Since the death of Jade Lomas-Anderson last week certain aspects of the media have decided to focus their coverage on the fact that it looks likely the dogs owner will “get away with it”. This is because (as we have dealt with in numerous news stories on this site over the last year) the Dangerous Dog Act is a terribly drafted piece of legislation. Unless the dog is of one of 4 specific breeds or the attack takes place by a dog out of control in a public place the Act does not apply and as a result the owner will not be prosecuted. The government have decided that the answer is to change the law so that attacks on private property are included. They have also stated that all dog must be “chipped” with a £500 fine if they are not. That change in the law is likely to be in place by 2016. With 4000 estimated dog attacks a year that means that the likelihood is that they’ll be an awful lot of irresponsible dog owners who will have “got away with it” before the change in law comes in. So the government should be acting sooner of that there is no doubt but is there more that they can do as well? The answer from legal professionals, the RSPCA and many others is a resounding yes. While the fact that the scope of the Dangerous Dogs Act will be widened is welcomed the general feeling is that the government should be looking to prevent these attacks from ever happening rather then looking at how to punish the owners after the event. Yes, seeing an irresponsible dog owner punished gives victims a sense of satisfaction but I am sure that if you asked any dog bite victim they would much prefer not to have been bitten in the first place and that is the approach the law should take. The fact that dogs must be chipped is neither here not there. More often then not the dog owner is known in any event and yet the attack still happens. It doesn’t seem to be the answer to the problem being faced. So what more could be done? Reading the press coverage on Jade’s death it is reported that the owner had admitted to friends that she was “wary” of the dogs and that neighbours and postmen were terrified of being attacked. The dogs were seemingly a known problem and no one seems particularly surprised that they ended up attacking in the manner they did. It is possible therefore that if there were laws in place which would have allowed authorities to take action as soon as they were notified of a potential dangerous dog then steps could have been put in place to prevent the attack. In November 2012 the Welsh Government’s Control of Dogs Bill consultation began. Their proposed law change aims to deal with dangerous dogs in three ways:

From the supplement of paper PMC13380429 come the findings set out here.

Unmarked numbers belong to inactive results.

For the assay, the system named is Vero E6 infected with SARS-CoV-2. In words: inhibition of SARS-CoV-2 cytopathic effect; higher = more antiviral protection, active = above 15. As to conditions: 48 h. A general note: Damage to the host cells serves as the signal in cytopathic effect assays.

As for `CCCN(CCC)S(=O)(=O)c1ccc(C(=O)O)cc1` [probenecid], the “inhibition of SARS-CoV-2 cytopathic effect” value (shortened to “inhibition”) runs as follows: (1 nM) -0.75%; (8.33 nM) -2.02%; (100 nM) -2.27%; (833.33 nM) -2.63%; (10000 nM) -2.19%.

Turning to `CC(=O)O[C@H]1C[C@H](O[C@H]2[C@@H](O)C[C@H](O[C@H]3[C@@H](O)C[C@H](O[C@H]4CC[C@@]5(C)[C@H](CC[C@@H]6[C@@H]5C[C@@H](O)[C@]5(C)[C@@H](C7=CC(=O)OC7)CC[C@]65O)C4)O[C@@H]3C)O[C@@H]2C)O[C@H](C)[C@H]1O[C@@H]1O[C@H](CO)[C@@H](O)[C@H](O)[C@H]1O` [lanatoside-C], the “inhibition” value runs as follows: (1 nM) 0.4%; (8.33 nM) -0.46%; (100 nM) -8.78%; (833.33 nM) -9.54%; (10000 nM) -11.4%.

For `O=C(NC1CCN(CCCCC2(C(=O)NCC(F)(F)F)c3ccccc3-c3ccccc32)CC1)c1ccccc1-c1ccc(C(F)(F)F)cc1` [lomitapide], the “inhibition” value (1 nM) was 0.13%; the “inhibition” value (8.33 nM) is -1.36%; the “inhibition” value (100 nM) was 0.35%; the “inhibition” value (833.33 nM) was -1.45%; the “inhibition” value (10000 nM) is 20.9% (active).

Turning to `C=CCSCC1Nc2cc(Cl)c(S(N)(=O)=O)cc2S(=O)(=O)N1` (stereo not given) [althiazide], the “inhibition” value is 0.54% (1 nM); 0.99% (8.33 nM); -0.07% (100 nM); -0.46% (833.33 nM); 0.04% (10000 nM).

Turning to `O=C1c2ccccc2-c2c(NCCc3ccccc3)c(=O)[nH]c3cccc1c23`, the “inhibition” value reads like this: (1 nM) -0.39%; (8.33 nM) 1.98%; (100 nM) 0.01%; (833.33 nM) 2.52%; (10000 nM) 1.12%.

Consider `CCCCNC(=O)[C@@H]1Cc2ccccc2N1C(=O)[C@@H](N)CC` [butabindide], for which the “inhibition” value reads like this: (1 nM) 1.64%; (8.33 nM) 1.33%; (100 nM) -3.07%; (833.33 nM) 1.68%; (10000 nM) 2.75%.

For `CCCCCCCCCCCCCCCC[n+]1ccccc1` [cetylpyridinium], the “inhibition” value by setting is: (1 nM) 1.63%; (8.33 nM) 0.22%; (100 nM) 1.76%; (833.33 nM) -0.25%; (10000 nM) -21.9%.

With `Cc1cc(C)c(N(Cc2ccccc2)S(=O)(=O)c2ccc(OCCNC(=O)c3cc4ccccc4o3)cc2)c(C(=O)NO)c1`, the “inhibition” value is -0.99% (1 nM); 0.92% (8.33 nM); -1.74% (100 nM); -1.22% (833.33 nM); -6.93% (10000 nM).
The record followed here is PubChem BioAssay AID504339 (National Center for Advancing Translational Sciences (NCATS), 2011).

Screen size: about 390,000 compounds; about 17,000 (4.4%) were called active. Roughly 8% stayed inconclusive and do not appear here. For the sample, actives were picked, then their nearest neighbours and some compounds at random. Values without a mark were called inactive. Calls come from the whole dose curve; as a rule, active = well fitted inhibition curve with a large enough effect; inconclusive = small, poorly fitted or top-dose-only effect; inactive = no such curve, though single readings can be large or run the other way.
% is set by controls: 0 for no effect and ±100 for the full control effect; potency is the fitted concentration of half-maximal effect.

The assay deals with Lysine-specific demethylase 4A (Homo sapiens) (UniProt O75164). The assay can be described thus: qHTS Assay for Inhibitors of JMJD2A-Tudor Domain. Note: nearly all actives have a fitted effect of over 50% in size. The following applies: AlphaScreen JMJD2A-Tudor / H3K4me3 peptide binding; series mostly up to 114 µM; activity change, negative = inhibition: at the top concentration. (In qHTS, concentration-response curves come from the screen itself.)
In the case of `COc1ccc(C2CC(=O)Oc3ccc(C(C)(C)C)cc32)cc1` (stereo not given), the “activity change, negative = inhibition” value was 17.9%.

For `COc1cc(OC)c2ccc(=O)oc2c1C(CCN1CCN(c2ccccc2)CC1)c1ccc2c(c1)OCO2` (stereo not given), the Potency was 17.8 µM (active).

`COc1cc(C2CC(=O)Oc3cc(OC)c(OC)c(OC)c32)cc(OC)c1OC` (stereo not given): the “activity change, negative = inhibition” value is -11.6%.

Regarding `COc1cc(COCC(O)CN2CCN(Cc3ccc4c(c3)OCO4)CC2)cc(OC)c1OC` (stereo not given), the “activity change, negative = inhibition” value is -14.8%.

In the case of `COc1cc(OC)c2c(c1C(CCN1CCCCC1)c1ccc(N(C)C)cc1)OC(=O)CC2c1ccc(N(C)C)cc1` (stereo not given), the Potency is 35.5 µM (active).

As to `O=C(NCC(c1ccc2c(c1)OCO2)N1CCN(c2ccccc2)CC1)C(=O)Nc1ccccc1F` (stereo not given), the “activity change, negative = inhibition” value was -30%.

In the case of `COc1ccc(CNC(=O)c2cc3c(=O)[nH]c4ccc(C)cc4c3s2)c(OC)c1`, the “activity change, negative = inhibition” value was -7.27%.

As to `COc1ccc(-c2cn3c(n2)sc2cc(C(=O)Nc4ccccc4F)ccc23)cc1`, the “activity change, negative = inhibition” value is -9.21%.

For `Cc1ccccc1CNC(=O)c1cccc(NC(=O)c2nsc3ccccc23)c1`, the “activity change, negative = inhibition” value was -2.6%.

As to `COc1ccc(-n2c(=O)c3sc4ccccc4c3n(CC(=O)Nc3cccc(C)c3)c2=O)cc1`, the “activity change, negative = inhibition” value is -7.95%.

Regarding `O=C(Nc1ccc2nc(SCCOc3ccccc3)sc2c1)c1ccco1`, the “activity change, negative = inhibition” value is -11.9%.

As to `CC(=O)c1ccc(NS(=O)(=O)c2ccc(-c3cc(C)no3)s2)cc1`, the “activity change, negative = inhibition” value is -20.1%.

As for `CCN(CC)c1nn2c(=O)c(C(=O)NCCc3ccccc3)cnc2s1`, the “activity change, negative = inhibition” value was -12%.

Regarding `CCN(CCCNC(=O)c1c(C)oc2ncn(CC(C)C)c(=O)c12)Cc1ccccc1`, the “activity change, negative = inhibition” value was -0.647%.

1. By extending the scope of the Dangerous Dogs Act 1991 to make it an offence for a dog to be dangerously out of control anywhere in Wales, including on private property;
  2. Amending the Dangerous Dogs Act to make it an offence for a dog to attack certain other animals; and
  3. Making provision for local authorities to serve Dog Control Notices (DCNs) as a preventive measure and encouraging more responsible dog ownership through training.